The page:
Ein Gedi is an idyllic desert oasis in Israel, near the Dead Sea on the eastern edge of the Judean Desert. Ein Gedi means “spring of the kid” (young goat)” probably because of the spring streams that run through Ein Gedi and perhaps because of the many agile goats you can see along the surrounding cliffs. The main attraction for tourists is the Ein Gedi Nature Reserve.
The Ein Gedi oasis is one of the few places where desert streams flow year-round. The park lies alongside Kibbutz Ein Gedi and covers 1435 hectares. Visitors to Ein Gedi can walk along pathways and trails that follow the streams, through ravines, and past towering cliffs. The park encompasses waterfalls and Ein Gedi Baths, natural pools where visitors can bathe. There are also canyons, caves, the remains of an early Bronze Age temple, and lush vegetation.
Ein Gedi is home to some rare and endangered species of plants. Among the greenery, you can see small animals like the rock hyrax. Along the edge of rocks, Nubian ibex (a desert goat species) defy gravity by walking effortlessly along almost vertical cliffs. Other animals living in Ein Gedi include wolves, bats, foxes, and animals that are mostly active at night.
The park covers 140000 dunams and includes Nahal David and Nahal Arugot, two natural spring-fed streams which flow all year-round as well as Shulamit Spring and Ein Gedi Spring. The abundant water in such a dry environment is used for bottled water and for local agriculture.
The David Stream Trail runs parallel to the stream and passes by a number of natural pools and waterfalls where you can cool off. The hiking trail along the Arugot Stream is longer and usually less crowded. Most of these hiking trails require walking through the water. The abundant water feeds the trees and plants including Christ’s thorn jujube, desert date trees, Sodom’s apple milkweed as well as reeds, elephant grass, ferns, and willow trees.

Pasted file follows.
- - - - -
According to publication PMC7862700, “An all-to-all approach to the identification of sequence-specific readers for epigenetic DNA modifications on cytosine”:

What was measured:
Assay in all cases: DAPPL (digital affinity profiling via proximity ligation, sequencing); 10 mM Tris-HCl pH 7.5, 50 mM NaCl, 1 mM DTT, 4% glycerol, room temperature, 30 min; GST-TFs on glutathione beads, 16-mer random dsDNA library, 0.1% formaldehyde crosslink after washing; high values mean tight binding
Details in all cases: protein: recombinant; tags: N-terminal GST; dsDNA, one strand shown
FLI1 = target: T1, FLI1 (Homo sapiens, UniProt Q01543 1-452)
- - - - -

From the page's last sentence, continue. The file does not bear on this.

It is believed that Ein Gedi is referred to in Chronicles II 20:2 as Hazazon-Tamar, a place where the Ammonites and Moabites gathered to fight King Josaphat. The same site is referred to as an Amorite settlement in Genesis 14:7. In Joshua, Ein Gedi is one of the wilderness cities listed as belonging to the Tribe of Judah. In Ezekiel, we read how Ein Gedi will become a fishing village when the water of the Dead Sea turns sweet.
The most famous biblical reference to Ein Gedi is in Samuel I when King David took refuge in the Judean Desert as he fled his predecessor, King Saul. Ein Gedi is referred to again in Psalm 63 when David goes into the wilderness of Judah. There are also mentions of Ein Gedi in the Song of Songs and Ecclesiastics.
Not far from the Ein Gedi Nature Reserve is Kibbutz Ein Gedi. The kibbutz runs a guest house and botanical garden. Almost the entire area of the kibbutz is planted with beautiful plant species from around the world. There are about 900 species covering 10 hectares. While at Ein Gedi visit the Na’ama Lookout in the Ein Gedi Field School. From here there are views across Ein Gedi. You can also cross the road and go down to the Dead Sea for a swim; see the remains of the Ein Gedi Synagogue between David Stream and Arugot Stream or see the Chalcolithic-era temple that has been excavated nearby.
Reach Ein Gedi on the Dead Sea road #90 between the desert and the western shore of the Dead Sea. An average visit lasts from 1.5 hours to a full day and the best seasons to visit are in spring, winter, or fall. In the summer the temperatures can be scorching. The reserve is open April to September 8 am-5 pm and October to March 8 am-4 pm. The entrance fee is 29ILS for adults and 15ILS for children.
If you just want to see the ancient synagogue the entrance fee is 15ILS for adults and 7ILS for children. Nearby attractions include the Dead Sea, Masada, and Qumran. You can shop at the nearby Ahava factory shop for Dead Sea products and you can stay overnight at one of the luxury hotels at Ein Bokek or at the Ein Gedi Kibbutz Guesthouse, the field school, or camp by the Dead Sea.
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